A couple of hours east of Montreal lies a natural phenomenon called the Coaticook River Gorge. During the day, hikers cross its spectacular 169-metre suspension footbridge and picnic by the rushing river, itself a memorable treat. This time, we saw the area in a new light — or rather, dark. Foresta Lumina is a nighttime experience introduced to the forest by multimedia entertainment company Moment Factory, which used sound, video, and light to transform an already magnificent environment into something uniquely immersive. Here’s a taste.
I may be cynical about a lot of things, but the spectacular-ness of the natural world is not one of them. So last night, I went down to the corner of our street to stare at the sky for a while with my husband. And we took a camera and tripod with us.
Before the digital-photography era, I was pretty comfortable with a single-lens reflex camera. I knew my way around F-stops and shutter speeds. I even developed my own negatives and prints in the darkroom. When I finally gave in and got a digital camera before a trip to Australia back in 2006, I never learned how to apply the skills I had to the digital world, and sadly lost the ability to manually adjust settings on my camera. I rely on automatic settings and blind luck to get OK-looking photos, which is why I was so pleased to have some of last night’s shots turn out much better than I’d expected. Here’s a few, straight off the camera.
When I was much younger, I used to bite my nails and cuticles. Perhaps from stress, possibly just a bad habit. Then one day for some inexplicable reason, I no longer felt the urge to bite my nails anymore, and I stopped.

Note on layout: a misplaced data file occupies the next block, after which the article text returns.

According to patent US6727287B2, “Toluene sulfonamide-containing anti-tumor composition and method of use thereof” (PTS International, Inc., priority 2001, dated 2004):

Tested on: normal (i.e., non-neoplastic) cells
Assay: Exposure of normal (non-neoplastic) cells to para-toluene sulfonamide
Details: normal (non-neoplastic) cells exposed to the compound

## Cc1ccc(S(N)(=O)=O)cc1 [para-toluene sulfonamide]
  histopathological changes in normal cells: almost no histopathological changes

Having messed-up hands as a kid, I never ever would have expected that one day a talented jewellery designer would ask me to model some rings for her new website.
And yet, it happened! My friend Rachel Dhawan needed some hand models, and a gathering of friends was the perfect opportunity to have some of us lend a hand – literally.
Here’s how it went down.
It was a fun experience… but I don’t think I’ll give up my day job.
I’ve always been fascinated by hospitals and the world of medicine: curious about the secrets of “authorized personnel only” zones, addicted to shows like House and ER, and devouring behind-the-scenes tales like The Night Shift.
Today I had a chance to tour my neighbourhood’s brand new “Superhospital”, before patients and staff move in next spring. The McGill University Health Centre (MUHC) will consolidate several large – and aging – Montreal-area hospitals on one site, including The Montreal Children’s Hospital, Royal Victoria Hospital, and Montreal Chest Institute, as well as the Research Institute and Cedars Cancer Centre. A new Shriners Hospital for Children will also be housed nearby.
The visit was a rare opportunity to explore a huge, pristine, health-care facility before the first blood draw is taken and first baby born. Here’s what it looked like.